A SENIOR judge has told Scotland's senior law officer, the Lord Advocate that an admission over the malicious prosecution of former Rangers chief executive Charles Green in a failed club fraud case should have come sooner.

Lord Tyre spoke out after a court heard that a promised public apology by the former Lord Advocate James Wolffe QC took a year a year to materialise after it was first promised.

A legal team acting for Mr Green argued that he should get enhanced costs saying the Lord Advocate had unduly delayed admitting liability for malicious prosecution.

Mr Green won £6m from the Lord Advocate in a settlement over his £20m claim plus legal costs in August three years after prosecutors told him there is "now no evidence of a crime".

The 67-year-old businessman was arrested with several other men following a police probe into alleged fraud in relation to the sale of the current Scottish champions to businessman Craig Whyte in 2011 and a subsequent asset purchase while in liquidation.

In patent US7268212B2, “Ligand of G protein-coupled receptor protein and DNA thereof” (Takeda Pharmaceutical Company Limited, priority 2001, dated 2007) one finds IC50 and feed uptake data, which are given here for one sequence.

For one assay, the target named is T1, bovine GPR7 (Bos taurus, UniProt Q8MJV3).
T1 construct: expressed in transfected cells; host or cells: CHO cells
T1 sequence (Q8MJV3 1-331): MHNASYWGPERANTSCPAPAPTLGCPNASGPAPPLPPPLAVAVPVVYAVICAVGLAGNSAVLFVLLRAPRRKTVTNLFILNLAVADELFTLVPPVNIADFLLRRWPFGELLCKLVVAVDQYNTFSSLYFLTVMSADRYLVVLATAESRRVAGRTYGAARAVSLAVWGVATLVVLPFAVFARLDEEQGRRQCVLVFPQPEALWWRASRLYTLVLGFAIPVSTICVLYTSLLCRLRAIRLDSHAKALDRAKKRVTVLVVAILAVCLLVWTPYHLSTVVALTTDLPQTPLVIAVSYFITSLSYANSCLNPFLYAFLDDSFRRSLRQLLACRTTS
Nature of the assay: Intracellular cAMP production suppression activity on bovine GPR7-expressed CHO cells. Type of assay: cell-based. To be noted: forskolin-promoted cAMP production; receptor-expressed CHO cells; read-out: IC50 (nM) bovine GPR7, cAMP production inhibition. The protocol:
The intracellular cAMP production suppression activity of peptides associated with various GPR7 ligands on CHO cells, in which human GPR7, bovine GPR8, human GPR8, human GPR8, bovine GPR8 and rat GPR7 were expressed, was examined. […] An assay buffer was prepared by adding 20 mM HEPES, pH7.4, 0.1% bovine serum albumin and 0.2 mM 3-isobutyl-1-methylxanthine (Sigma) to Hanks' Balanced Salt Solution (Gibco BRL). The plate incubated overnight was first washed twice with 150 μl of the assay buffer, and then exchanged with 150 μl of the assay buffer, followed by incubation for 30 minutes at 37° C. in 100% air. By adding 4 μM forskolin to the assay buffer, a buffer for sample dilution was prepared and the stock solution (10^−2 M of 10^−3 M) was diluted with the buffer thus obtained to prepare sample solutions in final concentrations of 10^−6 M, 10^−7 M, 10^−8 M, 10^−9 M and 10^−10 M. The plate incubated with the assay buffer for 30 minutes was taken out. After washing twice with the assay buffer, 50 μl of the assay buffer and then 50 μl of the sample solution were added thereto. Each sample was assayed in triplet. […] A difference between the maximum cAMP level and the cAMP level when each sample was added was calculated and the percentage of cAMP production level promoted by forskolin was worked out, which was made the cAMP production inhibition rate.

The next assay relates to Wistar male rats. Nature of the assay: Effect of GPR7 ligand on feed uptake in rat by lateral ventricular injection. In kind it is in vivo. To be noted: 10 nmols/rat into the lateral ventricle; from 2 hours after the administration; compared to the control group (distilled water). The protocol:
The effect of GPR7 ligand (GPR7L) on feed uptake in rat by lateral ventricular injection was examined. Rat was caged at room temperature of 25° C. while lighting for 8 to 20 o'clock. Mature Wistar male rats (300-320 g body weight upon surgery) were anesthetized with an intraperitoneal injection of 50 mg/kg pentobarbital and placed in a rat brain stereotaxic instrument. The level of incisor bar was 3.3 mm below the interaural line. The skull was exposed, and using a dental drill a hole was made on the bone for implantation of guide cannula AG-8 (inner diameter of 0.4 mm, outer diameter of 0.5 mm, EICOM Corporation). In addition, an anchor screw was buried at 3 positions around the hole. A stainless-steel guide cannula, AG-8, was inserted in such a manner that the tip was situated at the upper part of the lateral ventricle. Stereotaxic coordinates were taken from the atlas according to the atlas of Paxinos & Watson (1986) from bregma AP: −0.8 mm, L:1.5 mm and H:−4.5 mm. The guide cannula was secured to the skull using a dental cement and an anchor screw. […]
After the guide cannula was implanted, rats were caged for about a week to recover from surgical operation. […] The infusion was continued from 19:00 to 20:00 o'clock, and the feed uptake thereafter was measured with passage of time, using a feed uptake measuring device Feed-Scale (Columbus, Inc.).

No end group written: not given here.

Dubai-based Mr Green, whose Sevco consortium, bought the assets of the club business in liquidation nine years ago for £5.5m was due to receive compensation after Crown lawyers accepted he was subjected to a malicious fraud prosecution.

The decision to drop charges against Mr Green and others by the Crown Office had marked the end of the two-and-a-half-year long proceedings which saw only Craig Whyte face trial and led to no convictions.


READ MORE: Ex-Rangers execs Charles Green and Imran Ahmad get public apology over wrongful prosecution

The Inner House of the Court of Session paved the way for payouts to those wrongfully arrested when it ruled in 2019 that the Lord Advocate does not have immunity from claims of malicious prosecution in cases brought by former Rangers administrators David Whitehouse and Paul Clark of Duff and Phelps.

But Mr Green's legal team said there was no investigation of Mr Green's damages claim while Mr Whitehouse and Mr Clark were fighting for the right to bring their cases.

Prosecutors later admitted Mr Whitehouse and Mr Clark were wrongfully arrested and prosecuted and they later settled their action with each of them receiving £10.3 million each. Their legal bills worth £3 million each, were also paid for.